Online open access at: https://doi.org/10.1111/geoj.12257
A new output from the nexus project work, lead authored by Mike Foden with the rest of the project team, published in The Geographical Journal. This paper contributes to the nascent transdisciplinary research agenda of translating home practices research into wider conceptualisations of “intervention”, with a specific orientation towards academic and non-academic stakeholders who are interested in influencing systems of sustainable consumption and production within, and across, the WEF sectors. Continue reading “The water–energy–food nexus at home: New opportunities for policy interventions in household sustainability”
Online here: doi.org/10.1177/0162243917752865
Pre-press version here
This article, lead authored by Anna Krzywoszynska with me along with the rest of the Solar Futures team, engages debates on public participation in ‘upstream’ techno-scientific developments. It draws on the our projects long term participatory process with residents of a small town to envisage energy futures. It is published online today in the journal Science, Technology and Human Values.
Continue reading “Opening Up the Participation Laboratory – new article in Science, Technology and Human Values”
Open access available here
Published online today by Energy Research and Social Science
This article, which I co-authored with Dr Lenneke Kuijer, uses detailed analysis of historical change across infrastructures and practices reveals processes underpinning increasing demand for heat in UK homes. It draws on archive work, oral histories and focus groups as part of our work with the DEMAND research centre. Highlighting how phenomena including spatial differentiation within the home, processes of automation and the emergence of novel practice fuelled demand for heat, it demonstrates how a focus on patterns of practice reveals new insights into energy demand, including new insights for contemporary energy policy.
Open access available here
Continue reading “Lessons from a local history of domestic heating in the UK”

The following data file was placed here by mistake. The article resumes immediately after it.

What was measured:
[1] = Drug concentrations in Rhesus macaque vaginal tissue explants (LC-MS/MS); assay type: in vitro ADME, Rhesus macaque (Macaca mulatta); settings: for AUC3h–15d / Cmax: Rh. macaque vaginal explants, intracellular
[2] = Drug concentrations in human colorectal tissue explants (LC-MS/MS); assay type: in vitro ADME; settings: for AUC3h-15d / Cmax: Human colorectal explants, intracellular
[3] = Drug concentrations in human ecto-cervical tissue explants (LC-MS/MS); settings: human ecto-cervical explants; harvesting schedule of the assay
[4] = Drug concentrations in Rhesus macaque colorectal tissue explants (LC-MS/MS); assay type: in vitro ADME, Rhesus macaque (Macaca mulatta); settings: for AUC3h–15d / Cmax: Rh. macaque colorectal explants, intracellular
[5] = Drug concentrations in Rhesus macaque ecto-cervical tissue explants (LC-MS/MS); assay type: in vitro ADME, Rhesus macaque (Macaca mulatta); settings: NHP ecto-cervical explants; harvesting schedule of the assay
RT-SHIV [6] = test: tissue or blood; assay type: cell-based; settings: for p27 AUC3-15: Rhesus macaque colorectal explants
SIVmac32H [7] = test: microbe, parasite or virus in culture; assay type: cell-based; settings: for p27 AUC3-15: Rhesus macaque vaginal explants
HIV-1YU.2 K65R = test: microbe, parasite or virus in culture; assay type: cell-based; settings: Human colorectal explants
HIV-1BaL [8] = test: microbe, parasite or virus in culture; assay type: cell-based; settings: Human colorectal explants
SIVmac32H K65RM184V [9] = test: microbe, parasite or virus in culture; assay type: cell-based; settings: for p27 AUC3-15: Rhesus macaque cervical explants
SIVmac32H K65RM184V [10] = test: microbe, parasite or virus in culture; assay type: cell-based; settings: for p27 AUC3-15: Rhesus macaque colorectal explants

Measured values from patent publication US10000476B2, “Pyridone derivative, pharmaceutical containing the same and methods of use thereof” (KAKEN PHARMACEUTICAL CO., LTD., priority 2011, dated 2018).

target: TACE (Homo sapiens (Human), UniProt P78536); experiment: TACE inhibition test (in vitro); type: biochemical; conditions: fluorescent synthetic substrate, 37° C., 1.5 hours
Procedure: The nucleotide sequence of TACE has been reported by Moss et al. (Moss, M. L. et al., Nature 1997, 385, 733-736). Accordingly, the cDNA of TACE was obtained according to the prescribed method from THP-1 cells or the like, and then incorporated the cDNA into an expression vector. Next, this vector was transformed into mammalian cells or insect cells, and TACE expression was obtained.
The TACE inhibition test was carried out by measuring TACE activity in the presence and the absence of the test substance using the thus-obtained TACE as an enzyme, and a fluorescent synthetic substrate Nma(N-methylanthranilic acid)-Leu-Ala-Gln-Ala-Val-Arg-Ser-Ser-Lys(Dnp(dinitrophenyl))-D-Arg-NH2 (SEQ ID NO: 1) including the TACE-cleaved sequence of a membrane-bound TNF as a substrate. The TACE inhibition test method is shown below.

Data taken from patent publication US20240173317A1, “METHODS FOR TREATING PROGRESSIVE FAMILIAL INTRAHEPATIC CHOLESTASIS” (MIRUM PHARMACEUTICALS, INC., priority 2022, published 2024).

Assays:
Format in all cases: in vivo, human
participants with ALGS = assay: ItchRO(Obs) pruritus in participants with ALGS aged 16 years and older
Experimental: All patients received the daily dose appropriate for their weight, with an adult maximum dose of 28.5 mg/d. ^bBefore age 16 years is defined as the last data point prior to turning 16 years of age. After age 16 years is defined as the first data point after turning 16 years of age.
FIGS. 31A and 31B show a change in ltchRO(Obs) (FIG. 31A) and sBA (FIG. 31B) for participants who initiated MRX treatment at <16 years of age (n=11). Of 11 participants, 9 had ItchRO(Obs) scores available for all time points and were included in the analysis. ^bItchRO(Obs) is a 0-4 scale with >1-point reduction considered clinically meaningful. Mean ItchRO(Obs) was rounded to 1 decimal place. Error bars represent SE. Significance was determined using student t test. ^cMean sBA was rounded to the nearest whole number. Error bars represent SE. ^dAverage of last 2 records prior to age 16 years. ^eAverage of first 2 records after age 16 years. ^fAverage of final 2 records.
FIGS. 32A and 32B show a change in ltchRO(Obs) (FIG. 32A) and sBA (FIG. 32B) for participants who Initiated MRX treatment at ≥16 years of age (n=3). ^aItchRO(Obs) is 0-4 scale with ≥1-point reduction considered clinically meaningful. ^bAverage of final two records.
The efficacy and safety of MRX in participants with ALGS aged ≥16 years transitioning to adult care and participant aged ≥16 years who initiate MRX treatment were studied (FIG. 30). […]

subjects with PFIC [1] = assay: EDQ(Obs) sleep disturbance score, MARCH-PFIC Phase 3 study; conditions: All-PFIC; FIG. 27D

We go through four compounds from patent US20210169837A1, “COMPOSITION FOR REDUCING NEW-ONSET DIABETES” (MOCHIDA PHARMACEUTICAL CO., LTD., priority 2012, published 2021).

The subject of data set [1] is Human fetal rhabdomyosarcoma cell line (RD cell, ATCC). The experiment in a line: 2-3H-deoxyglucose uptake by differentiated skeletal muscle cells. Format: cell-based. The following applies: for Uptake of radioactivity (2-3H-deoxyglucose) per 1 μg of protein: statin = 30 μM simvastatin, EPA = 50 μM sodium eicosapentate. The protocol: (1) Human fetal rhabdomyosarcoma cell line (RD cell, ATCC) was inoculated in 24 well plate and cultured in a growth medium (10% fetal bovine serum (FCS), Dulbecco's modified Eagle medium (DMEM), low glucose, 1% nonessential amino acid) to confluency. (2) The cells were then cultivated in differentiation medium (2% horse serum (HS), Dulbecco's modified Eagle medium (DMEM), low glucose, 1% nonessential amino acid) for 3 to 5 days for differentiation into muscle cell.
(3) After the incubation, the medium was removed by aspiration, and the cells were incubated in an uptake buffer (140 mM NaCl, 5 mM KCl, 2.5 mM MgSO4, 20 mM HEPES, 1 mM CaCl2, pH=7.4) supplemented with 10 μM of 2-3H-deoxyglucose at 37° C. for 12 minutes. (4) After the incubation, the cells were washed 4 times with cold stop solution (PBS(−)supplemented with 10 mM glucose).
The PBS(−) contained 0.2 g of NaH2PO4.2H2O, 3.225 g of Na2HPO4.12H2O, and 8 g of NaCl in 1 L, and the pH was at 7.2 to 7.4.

This article, which I co-authored with Cristina Temenos, Anna Niklaeva, Tim Schwanen, Tim Cresswell, Frans Sengers and Mimi Sheller is published today. It arises from a great panel session at the Annual Congress of the American Association of Geographers, at San Francisco last year.
published version – pay wall
an open access version has to wait for a 24 month embargo to pass
Continue reading “Theorising Mobility Transitions”
Open access here
This paper shows that collaborative visioning of local energy systems can enhance social learning and social capital of communities. I co-authored it with Anna Krzywoszynska and with Alastair Buckley, Hugh Birch, Prue Chiles, Jose Maywin, Helen Holmes and Nicky Gregson. It was published in the journal Building Research and Information in 2016
open access published version | Continue reading “Co-producing energy futures: the impacts of participatory modelling”
open access version here
In this paper we focus on the task of understanding and analysing car dependence, using this as a case through which to introduce and explore what we take to be central but underdeveloped questions about how infrastructures and complexes of social practice connect across space and time. I co-authored it with Elizabeth Shove and with Nicola Spurling and it was published in the European Journal of Social Theoryin 2015
open access | published version | cited by.. |
Continue reading “Conceptualising connections: energy demand, infrastructures and social practices”
Open access version here
In this paper we contend that new approaches are needed to advance knowledge about the social and geographical factors that relate to the diversity of commuter patterns, if policies targeted to specific individuals or places are to be effective. I co-authored it with Robin Lovelace, and with Dimitris Ballas, and it was published in the Journal of Transport Geography in 2014.
open access | published version | cited by… |
Continue reading “A spatial microsimulation approach for the analysis of commuter patterns: from individual to regional levels”